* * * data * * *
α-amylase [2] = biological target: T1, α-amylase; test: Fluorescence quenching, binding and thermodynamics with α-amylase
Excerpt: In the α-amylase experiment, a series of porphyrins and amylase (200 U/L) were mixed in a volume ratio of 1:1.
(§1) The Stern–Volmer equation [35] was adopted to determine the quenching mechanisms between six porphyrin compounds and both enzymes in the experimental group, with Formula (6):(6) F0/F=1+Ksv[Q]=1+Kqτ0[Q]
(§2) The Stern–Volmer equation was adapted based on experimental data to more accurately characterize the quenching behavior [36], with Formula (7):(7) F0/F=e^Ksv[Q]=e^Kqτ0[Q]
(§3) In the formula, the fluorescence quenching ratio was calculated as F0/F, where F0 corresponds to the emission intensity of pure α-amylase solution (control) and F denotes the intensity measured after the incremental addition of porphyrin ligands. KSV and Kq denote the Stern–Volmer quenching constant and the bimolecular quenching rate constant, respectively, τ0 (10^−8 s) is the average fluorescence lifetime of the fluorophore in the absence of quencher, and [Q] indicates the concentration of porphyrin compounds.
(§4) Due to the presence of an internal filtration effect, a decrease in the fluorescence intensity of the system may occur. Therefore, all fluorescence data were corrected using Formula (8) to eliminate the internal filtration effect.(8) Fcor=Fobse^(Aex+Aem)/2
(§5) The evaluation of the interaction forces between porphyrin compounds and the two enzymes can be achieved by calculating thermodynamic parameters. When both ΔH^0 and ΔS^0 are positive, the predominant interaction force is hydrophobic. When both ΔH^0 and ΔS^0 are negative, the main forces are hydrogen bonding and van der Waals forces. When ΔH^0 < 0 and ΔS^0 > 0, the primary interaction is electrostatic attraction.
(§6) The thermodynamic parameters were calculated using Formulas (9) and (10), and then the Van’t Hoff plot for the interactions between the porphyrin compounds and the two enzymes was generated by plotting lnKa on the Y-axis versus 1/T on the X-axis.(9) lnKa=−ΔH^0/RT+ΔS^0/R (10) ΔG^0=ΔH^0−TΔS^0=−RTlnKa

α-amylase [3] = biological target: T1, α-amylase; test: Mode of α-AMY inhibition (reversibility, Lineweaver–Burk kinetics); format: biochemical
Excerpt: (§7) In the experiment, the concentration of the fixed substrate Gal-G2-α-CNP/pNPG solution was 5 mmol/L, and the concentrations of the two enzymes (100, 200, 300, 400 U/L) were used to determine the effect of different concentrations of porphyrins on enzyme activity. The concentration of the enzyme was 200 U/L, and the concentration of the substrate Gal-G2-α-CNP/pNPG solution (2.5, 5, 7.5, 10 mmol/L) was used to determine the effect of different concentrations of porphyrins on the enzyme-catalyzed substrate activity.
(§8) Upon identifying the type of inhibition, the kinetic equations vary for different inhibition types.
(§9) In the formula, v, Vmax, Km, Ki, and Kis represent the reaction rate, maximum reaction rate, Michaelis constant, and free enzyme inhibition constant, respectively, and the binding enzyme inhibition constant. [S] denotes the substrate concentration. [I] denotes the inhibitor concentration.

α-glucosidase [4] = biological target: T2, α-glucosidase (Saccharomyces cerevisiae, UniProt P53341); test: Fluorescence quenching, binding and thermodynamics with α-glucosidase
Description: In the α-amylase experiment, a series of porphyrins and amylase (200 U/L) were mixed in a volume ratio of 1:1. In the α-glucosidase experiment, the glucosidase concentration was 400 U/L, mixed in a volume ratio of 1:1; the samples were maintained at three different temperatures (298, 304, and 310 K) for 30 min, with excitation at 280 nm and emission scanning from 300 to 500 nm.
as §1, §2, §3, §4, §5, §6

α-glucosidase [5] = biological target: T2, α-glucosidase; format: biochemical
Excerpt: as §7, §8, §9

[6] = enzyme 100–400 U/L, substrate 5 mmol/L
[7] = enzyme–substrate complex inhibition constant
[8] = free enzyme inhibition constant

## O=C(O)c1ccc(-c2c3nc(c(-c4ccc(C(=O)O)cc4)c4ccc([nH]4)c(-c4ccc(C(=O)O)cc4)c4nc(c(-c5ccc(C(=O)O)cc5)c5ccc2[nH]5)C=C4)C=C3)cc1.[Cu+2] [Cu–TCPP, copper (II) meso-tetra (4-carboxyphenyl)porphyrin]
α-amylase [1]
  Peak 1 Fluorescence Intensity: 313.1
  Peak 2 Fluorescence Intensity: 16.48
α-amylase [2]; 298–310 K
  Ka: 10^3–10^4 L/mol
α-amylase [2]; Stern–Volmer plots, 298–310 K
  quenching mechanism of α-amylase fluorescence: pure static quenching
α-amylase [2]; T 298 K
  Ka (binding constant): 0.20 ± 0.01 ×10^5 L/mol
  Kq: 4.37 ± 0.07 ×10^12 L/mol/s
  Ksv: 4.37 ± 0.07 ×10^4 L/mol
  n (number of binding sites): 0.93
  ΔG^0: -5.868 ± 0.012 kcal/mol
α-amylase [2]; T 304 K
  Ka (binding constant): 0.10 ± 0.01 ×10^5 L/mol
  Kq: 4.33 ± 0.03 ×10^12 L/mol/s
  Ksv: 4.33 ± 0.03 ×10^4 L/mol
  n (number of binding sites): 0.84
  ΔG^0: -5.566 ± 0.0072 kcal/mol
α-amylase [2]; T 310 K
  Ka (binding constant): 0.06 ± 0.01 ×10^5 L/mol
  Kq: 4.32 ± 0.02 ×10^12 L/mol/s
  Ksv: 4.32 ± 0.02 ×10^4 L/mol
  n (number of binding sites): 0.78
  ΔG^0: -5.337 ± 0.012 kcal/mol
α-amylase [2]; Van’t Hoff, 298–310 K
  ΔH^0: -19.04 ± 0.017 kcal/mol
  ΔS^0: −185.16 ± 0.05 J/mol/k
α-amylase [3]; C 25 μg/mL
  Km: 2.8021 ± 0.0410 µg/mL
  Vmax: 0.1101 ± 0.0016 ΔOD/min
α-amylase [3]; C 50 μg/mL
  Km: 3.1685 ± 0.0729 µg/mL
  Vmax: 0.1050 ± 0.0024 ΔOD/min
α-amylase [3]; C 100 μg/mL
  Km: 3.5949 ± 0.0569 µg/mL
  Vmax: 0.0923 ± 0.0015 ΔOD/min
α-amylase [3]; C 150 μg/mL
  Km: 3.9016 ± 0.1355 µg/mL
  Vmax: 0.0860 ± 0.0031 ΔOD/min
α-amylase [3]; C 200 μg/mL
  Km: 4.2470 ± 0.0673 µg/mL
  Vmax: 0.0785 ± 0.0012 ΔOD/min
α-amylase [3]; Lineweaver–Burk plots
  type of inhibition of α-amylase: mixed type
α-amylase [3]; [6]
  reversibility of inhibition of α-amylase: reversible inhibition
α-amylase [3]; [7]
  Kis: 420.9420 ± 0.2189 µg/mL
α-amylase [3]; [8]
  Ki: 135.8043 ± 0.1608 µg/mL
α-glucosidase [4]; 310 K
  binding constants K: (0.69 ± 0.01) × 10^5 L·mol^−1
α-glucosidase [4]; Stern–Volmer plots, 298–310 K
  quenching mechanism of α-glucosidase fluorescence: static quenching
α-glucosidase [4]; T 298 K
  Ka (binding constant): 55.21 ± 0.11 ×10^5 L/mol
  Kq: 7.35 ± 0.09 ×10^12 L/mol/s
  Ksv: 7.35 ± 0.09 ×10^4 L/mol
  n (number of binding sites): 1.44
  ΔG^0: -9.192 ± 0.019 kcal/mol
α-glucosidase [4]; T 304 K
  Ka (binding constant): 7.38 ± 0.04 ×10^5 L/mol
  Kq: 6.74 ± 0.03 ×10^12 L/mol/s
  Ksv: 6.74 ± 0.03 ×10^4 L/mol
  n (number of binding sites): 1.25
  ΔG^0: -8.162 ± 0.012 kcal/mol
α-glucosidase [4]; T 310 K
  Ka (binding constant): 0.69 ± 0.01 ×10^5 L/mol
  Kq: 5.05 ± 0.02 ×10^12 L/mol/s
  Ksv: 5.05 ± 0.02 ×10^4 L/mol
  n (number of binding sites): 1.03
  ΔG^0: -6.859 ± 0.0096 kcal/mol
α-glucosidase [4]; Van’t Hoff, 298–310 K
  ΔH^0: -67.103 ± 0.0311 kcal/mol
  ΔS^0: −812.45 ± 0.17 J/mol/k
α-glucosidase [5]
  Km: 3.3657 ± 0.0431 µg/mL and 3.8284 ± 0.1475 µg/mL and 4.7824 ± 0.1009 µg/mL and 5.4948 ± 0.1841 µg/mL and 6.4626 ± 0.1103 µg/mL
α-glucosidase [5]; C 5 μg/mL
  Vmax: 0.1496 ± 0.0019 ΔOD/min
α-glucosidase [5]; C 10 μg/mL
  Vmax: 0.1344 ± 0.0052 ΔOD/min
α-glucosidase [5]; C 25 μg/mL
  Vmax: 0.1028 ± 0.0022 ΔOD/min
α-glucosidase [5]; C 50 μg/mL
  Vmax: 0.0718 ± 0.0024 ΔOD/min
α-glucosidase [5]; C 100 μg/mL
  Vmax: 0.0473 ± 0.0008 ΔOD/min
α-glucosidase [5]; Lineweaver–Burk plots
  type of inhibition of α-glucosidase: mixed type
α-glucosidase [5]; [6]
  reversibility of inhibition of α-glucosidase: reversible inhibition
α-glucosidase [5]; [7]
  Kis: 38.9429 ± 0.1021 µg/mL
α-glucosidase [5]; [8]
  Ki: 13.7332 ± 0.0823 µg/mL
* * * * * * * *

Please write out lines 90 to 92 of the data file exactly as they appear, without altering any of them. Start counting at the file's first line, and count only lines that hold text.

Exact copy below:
  Ka (binding constant): 0.69 ± 0.01 ×10^5 L/mol
  Kq: 5.05 ± 0.02 ×10^12 L/mol/s
  Ksv: 5.05 ± 0.02 ×10^4 L/mol